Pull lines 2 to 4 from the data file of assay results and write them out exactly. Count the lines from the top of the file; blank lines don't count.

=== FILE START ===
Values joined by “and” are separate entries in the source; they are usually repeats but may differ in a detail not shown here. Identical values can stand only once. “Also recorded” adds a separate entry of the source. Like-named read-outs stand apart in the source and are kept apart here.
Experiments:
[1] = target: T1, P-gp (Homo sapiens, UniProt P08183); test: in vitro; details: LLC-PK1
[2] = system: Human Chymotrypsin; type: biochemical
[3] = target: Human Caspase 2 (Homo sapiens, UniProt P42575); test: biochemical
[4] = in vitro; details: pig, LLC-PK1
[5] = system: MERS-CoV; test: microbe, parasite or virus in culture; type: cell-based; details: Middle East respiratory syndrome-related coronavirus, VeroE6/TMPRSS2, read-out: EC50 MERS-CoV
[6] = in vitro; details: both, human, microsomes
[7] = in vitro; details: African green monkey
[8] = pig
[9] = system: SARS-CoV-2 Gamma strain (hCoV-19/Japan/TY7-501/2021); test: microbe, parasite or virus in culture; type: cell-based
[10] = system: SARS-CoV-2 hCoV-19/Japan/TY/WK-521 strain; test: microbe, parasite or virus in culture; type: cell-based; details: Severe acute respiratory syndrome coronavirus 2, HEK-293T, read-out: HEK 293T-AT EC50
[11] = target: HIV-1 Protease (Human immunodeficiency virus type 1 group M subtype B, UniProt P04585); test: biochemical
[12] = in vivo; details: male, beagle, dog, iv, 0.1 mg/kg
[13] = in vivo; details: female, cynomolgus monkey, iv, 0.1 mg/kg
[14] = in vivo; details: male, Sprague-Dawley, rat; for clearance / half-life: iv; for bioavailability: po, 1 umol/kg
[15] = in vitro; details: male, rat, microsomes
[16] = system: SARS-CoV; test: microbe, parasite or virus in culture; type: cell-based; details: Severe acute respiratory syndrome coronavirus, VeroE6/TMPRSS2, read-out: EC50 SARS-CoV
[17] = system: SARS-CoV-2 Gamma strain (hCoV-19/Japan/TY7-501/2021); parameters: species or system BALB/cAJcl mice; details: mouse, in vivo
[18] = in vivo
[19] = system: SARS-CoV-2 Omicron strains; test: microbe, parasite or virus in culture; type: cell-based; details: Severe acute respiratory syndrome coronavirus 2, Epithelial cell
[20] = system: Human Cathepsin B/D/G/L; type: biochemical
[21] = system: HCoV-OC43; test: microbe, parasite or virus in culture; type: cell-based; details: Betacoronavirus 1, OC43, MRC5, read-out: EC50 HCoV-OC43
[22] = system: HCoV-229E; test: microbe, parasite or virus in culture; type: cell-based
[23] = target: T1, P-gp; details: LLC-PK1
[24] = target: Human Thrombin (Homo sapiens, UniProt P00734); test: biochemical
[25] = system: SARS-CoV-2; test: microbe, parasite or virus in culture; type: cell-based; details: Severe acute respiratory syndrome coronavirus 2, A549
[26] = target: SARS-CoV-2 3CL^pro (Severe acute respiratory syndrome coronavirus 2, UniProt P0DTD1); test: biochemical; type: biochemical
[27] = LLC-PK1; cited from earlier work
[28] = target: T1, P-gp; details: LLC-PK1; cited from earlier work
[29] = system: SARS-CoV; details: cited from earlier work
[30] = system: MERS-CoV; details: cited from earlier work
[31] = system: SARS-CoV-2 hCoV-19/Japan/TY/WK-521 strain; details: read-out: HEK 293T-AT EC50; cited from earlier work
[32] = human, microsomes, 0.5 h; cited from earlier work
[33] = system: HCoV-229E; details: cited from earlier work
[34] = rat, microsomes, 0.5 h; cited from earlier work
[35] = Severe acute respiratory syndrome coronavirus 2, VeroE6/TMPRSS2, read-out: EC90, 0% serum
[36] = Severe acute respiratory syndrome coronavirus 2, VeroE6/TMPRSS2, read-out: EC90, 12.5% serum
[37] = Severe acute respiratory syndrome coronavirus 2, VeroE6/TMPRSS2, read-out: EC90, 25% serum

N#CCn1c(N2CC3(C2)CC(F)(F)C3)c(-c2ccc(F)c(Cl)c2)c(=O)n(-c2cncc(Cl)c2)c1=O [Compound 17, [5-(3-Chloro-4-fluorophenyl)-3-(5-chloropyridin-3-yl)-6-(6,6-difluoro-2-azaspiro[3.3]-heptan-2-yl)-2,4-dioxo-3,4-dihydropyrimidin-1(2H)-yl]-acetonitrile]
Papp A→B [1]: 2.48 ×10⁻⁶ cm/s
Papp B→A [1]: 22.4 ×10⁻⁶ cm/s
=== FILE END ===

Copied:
Experiments:
[1] = target: T1, P-gp (Homo sapiens, UniProt P08183); test: in vitro; details: LLC-PK1
[2] = system: Human Chymotrypsin; type: biochemical